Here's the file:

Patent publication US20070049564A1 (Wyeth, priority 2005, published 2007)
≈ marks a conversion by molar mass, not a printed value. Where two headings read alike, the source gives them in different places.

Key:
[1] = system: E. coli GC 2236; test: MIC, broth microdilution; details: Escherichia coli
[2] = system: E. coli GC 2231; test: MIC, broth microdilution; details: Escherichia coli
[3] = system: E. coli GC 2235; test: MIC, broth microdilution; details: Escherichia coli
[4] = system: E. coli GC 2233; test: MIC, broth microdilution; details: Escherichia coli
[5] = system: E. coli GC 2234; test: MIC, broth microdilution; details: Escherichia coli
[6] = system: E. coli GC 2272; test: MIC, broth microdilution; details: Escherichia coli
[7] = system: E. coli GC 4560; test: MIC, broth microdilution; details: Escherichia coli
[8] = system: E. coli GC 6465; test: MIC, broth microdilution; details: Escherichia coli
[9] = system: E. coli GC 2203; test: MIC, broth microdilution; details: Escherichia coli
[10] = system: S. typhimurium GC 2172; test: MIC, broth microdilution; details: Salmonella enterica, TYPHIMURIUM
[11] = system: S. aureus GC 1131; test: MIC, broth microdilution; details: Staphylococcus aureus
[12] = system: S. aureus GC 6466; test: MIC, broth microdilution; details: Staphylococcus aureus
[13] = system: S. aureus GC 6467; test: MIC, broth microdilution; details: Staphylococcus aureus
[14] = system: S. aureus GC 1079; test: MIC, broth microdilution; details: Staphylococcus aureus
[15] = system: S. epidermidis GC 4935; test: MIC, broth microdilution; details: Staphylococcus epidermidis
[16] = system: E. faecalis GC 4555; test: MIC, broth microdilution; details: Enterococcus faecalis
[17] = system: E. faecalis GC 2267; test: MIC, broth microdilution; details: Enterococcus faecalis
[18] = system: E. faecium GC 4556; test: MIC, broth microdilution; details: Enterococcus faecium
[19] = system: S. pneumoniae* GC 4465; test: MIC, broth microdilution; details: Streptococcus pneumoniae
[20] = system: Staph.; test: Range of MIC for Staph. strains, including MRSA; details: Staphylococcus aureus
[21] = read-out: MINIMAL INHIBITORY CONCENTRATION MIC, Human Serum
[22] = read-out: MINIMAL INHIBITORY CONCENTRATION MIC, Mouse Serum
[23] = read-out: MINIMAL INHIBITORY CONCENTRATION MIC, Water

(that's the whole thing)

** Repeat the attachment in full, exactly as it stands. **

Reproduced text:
Patent publication US20070049564A1 (Wyeth, priority 2005, published 2007)
≈ marks a conversion by molar mass, not a printed value. Where two headings read alike, the source gives them in different places.

Key:
[1] = system: E. coli GC 2236; test: MIC, broth microdilution; details: Escherichia coli
[2] = system: E. coli GC 2231; test: MIC, broth microdilution; details: Escherichia coli
[3] = system: E. coli GC 2235; test: MIC, broth microdilution; details: Escherichia coli
[4] = system: E. coli GC 2233; test: MIC, broth microdilution; details: Escherichia coli
[5] = system: E. coli GC 2234; test: MIC, broth microdilution; details: Escherichia coli
[6] = system: E. coli GC 2272; test: MIC, broth microdilution; details: Escherichia coli
[7] = system: E. coli GC 4560; test: MIC, broth microdilution; details: Escherichia coli
[8] = system: E. coli GC 6465; test: MIC, broth microdilution; details: Escherichia coli
[9] = system: E. coli GC 2203; test: MIC, broth microdilution; details: Escherichia coli
[10] = system: S. typhimurium GC 2172; test: MIC, broth microdilution; details: Salmonella enterica, TYPHIMURIUM
[11] = system: S. aureus GC 1131; test: MIC, broth microdilution; details: Staphylococcus aureus
[12] = system: S. aureus GC 6466; test: MIC, broth microdilution; details: Staphylococcus aureus
[13] = system: S. aureus GC 6467; test: MIC, broth microdilution; details: Staphylococcus aureus
[14] = system: S. aureus GC 1079; test: MIC, broth microdilution; details: Staphylococcus aureus
[15] = system: S. epidermidis GC 4935; test: MIC, broth microdilution; details: Staphylococcus epidermidis
[16] = system: E. faecalis GC 4555; test: MIC, broth microdilution; details: Enterococcus faecalis
[17] = system: E. faecalis GC 2267; test: MIC, broth microdilution; details: Enterococcus faecalis
[18] = system: E. faecium GC 4556; test: MIC, broth microdilution; details: Enterococcus faecium
[19] = system: S. pneumoniae* GC 4465; test: MIC, broth microdilution; details: Streptococcus pneumoniae
[20] = system: Staph.; test: Range of MIC for Staph. strains, including MRSA; details: Staphylococcus aureus
[21] = read-out: MINIMAL INHIBITORY CONCENTRATION MIC, Human Serum
[22] = read-out: MINIMAL INHIBITORY CONCENTRATION MIC, Mouse Serum
[23] = read-out: MINIMAL INHIBITORY CONCENTRATION MIC, Water